Nickel is a common cause of allergic contact dermatitis, estimated to affect from 10% to 20% of the population. A subset of this group is sensitive enough to nickel that their skin reacts to the nickel in food. For some the reaction goes beyond dermatological, causing gastrointestinal and respiratory symptoms, headache, dizziness, fever, cystitis, and other symptoms consistent with fibromyalgia and chronic fatigue syndromes. This is known as Systemic Nickel Allergy Syndrome (SNAS).
A low nickel diet is a treatment option for SNAS, however advice on what constitutes a "low nickel food" is inconsistent, even within the scientific literature. One of the reasons for this is that the nickel content of a food can vary widely depending on many factors, including but not limited to:
To gain a better understanding of the nickel content of foods, we've collected data from around the world into a single spreadsheet so that we can assess the nickel content of each food as an average over all samples. This also enables us to better see trends in preparation and storage methods. We express the nickel content in terms of a typical serving size to keep comparisons realistic. By doing this, we can give consistent advice based directly on scientific data, and enable sound recommendations for a low nickel diet.
The largest sources of nickel data are the food composition studies carried out by scientists in national health organizations. Nickel data is freely provided by Australia, Canada, Denmark, Estonia, Germany, Hong Kong, India, New Zealand, the United Kingdom, and the United States. Data for highly mixed foods were excluded because of the huge potential for variation in the ingredients and preparation methods. The scientific literature was also searched for data on the nickel content of foods. As of version 8.0 of the database, 243 sources have been included, giving us 20553 individual measurements for 827 unique foods. (Of these, however, only 478 have more han 3 data points; more breadth of data is needed.)
These sources were imported into a common spreadsheet, with each food placed into one of 26 categories: Dairy products and substitutes; Grain products and bakery; Whole grains, flours and starches; Fruits (berries, citrus, or other); Vegetables (root, leafy, other, or cooked); Meat, poultry and eggs (raw or cooked); Fish and seafood (raw or cooked); Beans and bean products; Nuts and seeds; Beverages (alcoholic, juice, hot, or other); Herbs and spices; Fats and oils; Snacks; Sugars and sweets; Sauces, dips, condiments and spreads; or Miscellaneous. Health Canada's serving sizes were used to scale the data to a typical serving size.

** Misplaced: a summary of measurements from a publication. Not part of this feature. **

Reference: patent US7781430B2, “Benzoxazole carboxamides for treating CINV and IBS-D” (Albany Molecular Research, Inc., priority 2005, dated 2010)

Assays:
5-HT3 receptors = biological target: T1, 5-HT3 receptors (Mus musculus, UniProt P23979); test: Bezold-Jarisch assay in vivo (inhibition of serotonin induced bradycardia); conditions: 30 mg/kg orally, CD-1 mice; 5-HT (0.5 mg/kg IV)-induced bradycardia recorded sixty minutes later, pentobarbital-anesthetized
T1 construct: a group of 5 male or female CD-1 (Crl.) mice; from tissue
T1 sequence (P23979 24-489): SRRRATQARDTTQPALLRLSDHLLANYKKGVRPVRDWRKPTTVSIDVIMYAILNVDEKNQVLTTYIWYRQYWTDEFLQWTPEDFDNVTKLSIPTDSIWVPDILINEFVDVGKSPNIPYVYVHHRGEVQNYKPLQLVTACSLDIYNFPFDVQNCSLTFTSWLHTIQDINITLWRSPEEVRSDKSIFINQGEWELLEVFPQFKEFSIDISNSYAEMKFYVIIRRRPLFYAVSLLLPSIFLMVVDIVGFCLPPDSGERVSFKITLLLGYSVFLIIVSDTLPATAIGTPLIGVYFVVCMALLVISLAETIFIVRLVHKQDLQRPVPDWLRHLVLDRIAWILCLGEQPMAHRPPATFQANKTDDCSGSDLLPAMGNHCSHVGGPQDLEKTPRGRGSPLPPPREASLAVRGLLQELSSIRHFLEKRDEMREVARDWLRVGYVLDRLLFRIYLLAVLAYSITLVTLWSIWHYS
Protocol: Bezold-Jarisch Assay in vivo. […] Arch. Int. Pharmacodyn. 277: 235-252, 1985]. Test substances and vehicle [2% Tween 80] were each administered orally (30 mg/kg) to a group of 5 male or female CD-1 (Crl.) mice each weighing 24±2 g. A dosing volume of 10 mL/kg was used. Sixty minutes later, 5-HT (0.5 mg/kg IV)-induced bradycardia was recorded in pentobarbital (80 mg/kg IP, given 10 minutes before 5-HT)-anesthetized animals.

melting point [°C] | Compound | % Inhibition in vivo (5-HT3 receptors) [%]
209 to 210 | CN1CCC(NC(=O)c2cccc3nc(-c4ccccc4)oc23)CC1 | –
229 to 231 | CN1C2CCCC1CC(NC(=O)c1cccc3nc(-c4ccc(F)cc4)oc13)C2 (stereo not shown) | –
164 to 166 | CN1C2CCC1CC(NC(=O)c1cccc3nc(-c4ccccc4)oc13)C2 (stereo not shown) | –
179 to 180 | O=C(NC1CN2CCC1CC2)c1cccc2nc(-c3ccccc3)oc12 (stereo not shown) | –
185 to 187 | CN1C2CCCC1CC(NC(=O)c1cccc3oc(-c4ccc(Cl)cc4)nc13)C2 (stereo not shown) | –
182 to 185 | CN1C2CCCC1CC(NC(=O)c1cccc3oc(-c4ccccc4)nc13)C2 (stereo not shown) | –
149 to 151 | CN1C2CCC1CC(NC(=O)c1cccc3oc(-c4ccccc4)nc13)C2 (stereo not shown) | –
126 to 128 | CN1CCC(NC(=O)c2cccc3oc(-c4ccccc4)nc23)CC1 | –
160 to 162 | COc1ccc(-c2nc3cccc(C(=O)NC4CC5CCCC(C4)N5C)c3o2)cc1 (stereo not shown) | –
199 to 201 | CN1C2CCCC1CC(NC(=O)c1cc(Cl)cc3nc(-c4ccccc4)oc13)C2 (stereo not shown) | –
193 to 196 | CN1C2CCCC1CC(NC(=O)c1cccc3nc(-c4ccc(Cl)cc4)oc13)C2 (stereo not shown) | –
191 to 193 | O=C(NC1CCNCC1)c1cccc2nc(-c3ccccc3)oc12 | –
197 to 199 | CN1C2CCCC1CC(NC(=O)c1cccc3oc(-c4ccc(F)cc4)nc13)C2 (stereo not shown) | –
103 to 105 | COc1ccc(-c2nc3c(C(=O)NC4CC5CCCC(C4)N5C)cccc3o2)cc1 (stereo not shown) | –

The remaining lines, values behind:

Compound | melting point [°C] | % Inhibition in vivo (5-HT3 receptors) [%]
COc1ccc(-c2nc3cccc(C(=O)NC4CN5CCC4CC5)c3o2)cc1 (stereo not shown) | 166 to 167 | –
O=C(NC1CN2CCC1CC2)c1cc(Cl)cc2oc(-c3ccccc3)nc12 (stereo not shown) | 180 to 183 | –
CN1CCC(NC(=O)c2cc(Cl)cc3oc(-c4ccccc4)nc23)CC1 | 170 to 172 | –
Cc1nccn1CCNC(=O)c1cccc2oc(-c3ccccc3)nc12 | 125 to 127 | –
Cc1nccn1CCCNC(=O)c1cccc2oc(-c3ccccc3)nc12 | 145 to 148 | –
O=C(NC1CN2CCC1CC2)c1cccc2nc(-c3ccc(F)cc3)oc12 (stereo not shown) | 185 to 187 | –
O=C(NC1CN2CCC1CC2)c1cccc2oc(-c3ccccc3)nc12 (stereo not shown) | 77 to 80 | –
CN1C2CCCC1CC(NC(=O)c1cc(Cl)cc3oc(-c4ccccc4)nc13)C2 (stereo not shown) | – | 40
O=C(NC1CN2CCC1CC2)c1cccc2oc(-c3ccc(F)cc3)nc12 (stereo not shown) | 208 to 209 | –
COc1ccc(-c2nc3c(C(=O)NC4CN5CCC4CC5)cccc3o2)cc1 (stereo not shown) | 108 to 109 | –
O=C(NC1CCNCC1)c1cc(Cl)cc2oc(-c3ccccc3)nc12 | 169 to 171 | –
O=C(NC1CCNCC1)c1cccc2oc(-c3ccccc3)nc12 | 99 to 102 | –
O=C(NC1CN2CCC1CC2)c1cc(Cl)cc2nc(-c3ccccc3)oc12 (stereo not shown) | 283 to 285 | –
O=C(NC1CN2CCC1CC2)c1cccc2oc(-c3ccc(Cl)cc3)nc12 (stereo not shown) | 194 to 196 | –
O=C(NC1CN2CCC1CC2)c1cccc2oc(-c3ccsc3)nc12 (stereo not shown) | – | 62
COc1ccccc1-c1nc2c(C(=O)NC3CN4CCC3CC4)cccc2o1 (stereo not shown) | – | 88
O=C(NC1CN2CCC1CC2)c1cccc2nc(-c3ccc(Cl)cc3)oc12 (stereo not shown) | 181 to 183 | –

New data is added as it is discovered. Please be sure to tell us if you have some data to contribute. A complete list of the included data sources is supplied within the workbook.
Since the nickel content of a food varies, every food will have a range that its nickel content will most often lie within. To keep it simple, we assume that the nickel content for all foods obeys what's called a normal distribution (this is not exactly true but it's close enough for our purposes). In the summary data tables, where "Mean Ni" (<Ni>) is the mean (average) nickel content per serving, the standard deviation "Stddev" (σ) is a statistic that means that:
The number of samples that we have for a food is important. Many foods have only one or a few samples in the data. Because of the wide variation in nickel content, a single sample could appear on the very low or very high end of the range (i.e., an outlier), which would be misleading. Only the foods with a large number of samples can really be trusted. Since only about 350 of the foods have more than 6 entries in the database, it is an important thing to watch for.